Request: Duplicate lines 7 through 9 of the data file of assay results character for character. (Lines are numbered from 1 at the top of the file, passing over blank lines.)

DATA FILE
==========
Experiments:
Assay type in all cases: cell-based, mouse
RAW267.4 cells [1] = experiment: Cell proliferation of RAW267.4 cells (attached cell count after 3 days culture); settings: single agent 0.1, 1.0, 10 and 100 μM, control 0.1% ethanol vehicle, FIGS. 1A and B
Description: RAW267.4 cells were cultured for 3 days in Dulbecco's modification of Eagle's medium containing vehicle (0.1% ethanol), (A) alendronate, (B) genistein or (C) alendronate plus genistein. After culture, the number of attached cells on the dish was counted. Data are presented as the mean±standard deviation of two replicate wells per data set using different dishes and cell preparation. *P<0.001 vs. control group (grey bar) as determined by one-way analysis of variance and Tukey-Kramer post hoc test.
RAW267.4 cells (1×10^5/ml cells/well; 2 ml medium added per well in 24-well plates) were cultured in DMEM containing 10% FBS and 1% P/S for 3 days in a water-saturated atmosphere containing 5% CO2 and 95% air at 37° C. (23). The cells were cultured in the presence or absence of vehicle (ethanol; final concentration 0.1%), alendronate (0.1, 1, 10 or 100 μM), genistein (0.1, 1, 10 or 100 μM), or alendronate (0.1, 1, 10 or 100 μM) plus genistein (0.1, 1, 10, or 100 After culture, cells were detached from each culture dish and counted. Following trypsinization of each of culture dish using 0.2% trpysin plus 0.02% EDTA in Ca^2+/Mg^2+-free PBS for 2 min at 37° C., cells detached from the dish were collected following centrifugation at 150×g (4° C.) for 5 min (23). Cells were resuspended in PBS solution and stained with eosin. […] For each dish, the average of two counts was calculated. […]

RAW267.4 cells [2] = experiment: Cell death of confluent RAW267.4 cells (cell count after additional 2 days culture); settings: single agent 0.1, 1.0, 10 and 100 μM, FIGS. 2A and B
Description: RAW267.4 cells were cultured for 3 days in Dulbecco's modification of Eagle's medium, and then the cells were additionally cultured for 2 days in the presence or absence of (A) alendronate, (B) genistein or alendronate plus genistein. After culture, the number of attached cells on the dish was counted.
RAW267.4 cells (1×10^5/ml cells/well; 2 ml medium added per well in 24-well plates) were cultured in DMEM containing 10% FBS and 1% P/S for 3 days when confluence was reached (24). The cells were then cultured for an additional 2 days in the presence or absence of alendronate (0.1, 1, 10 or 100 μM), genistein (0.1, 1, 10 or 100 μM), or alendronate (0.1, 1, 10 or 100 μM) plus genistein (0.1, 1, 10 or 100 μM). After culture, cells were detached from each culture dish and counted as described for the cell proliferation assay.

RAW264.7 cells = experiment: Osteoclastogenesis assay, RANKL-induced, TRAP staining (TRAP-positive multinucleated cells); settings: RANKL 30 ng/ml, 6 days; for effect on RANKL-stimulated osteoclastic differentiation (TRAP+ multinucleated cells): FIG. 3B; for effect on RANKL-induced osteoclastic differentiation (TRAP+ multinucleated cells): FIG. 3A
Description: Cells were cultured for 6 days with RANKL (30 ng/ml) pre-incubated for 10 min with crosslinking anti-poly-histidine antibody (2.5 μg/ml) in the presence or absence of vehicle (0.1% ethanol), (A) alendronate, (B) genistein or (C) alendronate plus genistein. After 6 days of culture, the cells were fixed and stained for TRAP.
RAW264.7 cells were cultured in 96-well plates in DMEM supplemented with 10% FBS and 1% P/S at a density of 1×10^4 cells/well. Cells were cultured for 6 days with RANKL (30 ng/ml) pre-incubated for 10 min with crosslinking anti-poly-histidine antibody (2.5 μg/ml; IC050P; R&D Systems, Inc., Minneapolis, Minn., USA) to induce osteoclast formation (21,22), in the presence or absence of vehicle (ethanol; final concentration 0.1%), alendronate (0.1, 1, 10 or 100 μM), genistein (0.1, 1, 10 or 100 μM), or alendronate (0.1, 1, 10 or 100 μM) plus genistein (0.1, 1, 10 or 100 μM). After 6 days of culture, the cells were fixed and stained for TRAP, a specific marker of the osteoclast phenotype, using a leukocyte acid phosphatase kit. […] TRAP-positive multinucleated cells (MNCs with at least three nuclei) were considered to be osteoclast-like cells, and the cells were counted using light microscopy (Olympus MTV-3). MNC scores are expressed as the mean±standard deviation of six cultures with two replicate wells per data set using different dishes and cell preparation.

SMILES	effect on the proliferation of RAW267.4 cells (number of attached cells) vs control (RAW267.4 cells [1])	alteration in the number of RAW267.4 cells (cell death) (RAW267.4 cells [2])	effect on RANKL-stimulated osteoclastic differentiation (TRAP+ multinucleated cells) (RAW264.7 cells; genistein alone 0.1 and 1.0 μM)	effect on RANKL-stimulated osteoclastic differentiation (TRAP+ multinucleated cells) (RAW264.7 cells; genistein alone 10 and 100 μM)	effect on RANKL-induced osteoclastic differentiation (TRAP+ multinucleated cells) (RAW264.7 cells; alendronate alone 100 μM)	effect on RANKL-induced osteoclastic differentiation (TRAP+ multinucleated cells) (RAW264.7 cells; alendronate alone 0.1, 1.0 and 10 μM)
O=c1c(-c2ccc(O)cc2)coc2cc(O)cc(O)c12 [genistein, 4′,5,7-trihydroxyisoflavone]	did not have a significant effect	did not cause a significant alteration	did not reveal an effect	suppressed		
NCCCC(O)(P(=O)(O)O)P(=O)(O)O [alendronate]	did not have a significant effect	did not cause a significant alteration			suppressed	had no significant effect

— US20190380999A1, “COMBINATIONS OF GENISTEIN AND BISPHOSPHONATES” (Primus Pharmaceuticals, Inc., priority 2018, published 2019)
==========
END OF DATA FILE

Description: RAW267.4 cells were cultured for 3 days in Dulbecco's modification of Eagle's medium, and then the cells were additionally cultured for 2 days in the presence or absence of (A) alendronate, (B) genistein or alendronate plus genistein. After culture, the number of attached cells on the dish was counted.
RAW267.4 cells (1×10^5/ml cells/well; 2 ml medium added per well in 24-well plates) were cultured in DMEM containing 10% FBS and 1% P/S for 3 days when confluence was reached (24). The cells were then cultured for an additional 2 days in the presence or absence of alendronate (0.1, 1, 10 or 100 μM), genistein (0.1, 1, 10 or 100 μM), or alendronate (0.1, 1, 10 or 100 μM) plus genistein (0.1, 1, 10 or 100 μM). After culture, cells were detached from each culture dish and counted as described for the cell proliferation assay.

RAW264.7 cells = experiment: Osteoclastogenesis assay, RANKL-induced, TRAP staining (TRAP-positive multinucleated cells); settings: RANKL 30 ng/ml, 6 days; for effect on RANKL-stimulated osteoclastic differentiation (TRAP+ multinucleated cells): FIG. 3B; for effect on RANKL-induced osteoclastic differentiation (TRAP+ multinucleated cells): FIG. 3A